Aug 8, 2012

Don't Blame Alzheimer's, Change

There came a time when I realized that not only was Alzheimer's trying to kill Dotty's brain, it was also trying to kill my brain. Alzheimer's is a sinister disease.

By Bob DeMarco
+Alzheimer's Reading Room 

Bob DeMarco, Alzheimer's Reading Room
I spent a long time trying to rationalize Dotty's new found meanness and crazy behavior by blaming Alzheimer's.

When Dotty would do something that caused heartaches or stomach aches I would eventually try and convince myself, relax, its the Alzheimer's that is causing the problems.

It didn't work. I kept getting the heartaches and stomach aches over and over and over.

Subscribe to the Alzheimer's Reading Room

There came a time when I realized that not only was Alzheimer's trying to kill Dotty's brain, it was also trying to kill my brain. Alzheimer's is a sinister disease.

Alzheimer's was trying to kill my brain by trying to making me depressed, or by making my brain tell me to "give up".

Once aware of this I told my brain, this is not going to happen to me. Sadly, around 40 percent of Alzheimer's caregivers end up living with depression.

At at certain point I thought, we are going to beat Alzheimer's. The thought grew in my brain, defeat Alzheimer's. We, Dotty and I, needed to prove you can beat Alzheimer's. We did.

It took a long long time but finally I stopped thinking about Alzheimer's. I stopped thinking, Dotty has Alzheimer's.

Instead I starting thinking, Dotty is deeply forgetful. This simple thought was very pleasant.

Frankly, this line of thinking returned me to thinking of Dotty as my mom. Instead of thinking, Dotty has Alzheimer's, I thought Dotty is deeply forgetful. I decided whenever necessary I would lend mom my brain. I actually told Dotty many many times, "don't worry that is what I am here for, I'll lend you my brain".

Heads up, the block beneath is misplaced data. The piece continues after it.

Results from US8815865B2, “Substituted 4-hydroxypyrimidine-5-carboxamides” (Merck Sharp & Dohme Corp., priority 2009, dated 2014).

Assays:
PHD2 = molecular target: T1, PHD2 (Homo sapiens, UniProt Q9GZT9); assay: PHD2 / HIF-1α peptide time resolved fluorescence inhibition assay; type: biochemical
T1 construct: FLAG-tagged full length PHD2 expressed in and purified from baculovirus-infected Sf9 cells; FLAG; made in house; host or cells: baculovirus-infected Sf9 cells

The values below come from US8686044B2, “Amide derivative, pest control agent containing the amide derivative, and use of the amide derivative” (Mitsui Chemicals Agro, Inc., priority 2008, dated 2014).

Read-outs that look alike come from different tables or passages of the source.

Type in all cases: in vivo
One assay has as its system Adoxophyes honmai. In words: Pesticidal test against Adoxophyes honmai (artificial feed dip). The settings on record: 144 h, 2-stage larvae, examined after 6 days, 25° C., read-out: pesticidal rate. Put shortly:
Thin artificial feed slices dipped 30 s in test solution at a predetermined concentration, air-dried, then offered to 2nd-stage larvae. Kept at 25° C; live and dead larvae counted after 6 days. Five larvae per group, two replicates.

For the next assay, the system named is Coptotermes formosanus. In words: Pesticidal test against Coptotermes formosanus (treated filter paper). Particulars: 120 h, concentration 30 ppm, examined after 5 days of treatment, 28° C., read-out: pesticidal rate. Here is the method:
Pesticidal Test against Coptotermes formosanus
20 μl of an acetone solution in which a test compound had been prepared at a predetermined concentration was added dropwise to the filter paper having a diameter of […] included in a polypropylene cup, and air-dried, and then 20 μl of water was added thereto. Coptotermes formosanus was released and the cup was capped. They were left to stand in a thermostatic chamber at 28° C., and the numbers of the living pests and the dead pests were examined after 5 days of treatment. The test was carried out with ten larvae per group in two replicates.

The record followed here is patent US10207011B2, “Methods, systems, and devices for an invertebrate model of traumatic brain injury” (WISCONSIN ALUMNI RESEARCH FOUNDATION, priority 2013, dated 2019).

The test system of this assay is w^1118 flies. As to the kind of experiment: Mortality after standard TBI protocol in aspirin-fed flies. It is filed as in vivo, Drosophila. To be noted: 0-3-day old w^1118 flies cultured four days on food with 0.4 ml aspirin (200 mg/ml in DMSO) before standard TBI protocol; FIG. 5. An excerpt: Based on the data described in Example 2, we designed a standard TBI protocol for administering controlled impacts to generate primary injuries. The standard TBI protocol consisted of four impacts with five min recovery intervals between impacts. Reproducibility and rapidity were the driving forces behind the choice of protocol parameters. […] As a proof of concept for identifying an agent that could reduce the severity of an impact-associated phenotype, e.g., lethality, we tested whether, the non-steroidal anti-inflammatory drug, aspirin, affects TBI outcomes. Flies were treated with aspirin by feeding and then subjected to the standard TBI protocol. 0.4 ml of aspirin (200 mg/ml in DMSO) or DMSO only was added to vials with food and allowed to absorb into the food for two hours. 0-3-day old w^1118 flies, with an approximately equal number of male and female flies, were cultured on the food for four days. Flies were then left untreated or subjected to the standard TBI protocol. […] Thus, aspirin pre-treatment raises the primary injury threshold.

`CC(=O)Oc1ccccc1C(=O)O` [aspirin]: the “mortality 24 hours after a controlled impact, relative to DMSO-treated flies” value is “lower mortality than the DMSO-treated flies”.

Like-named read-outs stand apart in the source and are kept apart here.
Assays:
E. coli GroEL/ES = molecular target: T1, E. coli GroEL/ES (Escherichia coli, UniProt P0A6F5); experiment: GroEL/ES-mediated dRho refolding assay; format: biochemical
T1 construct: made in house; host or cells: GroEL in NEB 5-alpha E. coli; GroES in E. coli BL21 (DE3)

I guess you can say the most important change came when I forgot about Alzheimer's. From that point on we just starting doing. Doing things together.

I started taking Dotty out into bright light. It improved her attitude and behavior. I didn't realize at first that it also improved my attitude and behavior. What came first, the chicken on the egg? I don't know.

When Dotty started driving the cart in Walmart I thought this exercise was designed so that she would get to use her brain. Her hands and eyes in concert with her brain.

It didn't dawn on me at first that it was also raising her "self esteem". Dotty was really proud of herself. I was proud of her too. I think many of you might have realized this as I wrote about it over the years.

My big mistake was blaming Alzheimer's. This allowed me to rationalize everything. This also gave me the excuse I needed to accept that life as we knew it was over.

Fortunately, I finally realized that something had to change. And, that something was me. Move over Alzheimer's. Get out of here. Well, I didn't think that to be honest, but it is what happened.

I guess you could say, I stopped thinking about the bad stuff, and started focusing on the good stuff.

Dotty and I started living our life. I can assure you Alzheimer's doesn't like it when you start doing this. In fact, Alzheimer's gets pushed into the background. Alzheimer's is defeated.

Alzheimer's caregiving is about change. Changing and adapting.

Once I decided to change, Dotty became my "good old girl". I guess I became her "good old boy".

I changed, I forgot about Alzheimer's. I changed and then Dotty changed.

Then something I never could have expected happened. Dotty changed me.

You can't blame Alzheimer's for that.
Bob DeMarco
Bob DeMarco  is the Founder of the Alzheimer's Reading Room (ARR). Bob is a recognized expert, writer, speaker, and influencer in the Alzheimer's and Dementia Community worldwide. The ARR Knowledge Base contains more than 4,600 articles. Bob lives in Delray Beach, FL.

Original content Bob DeMarco, the Alzheimer's Reading Room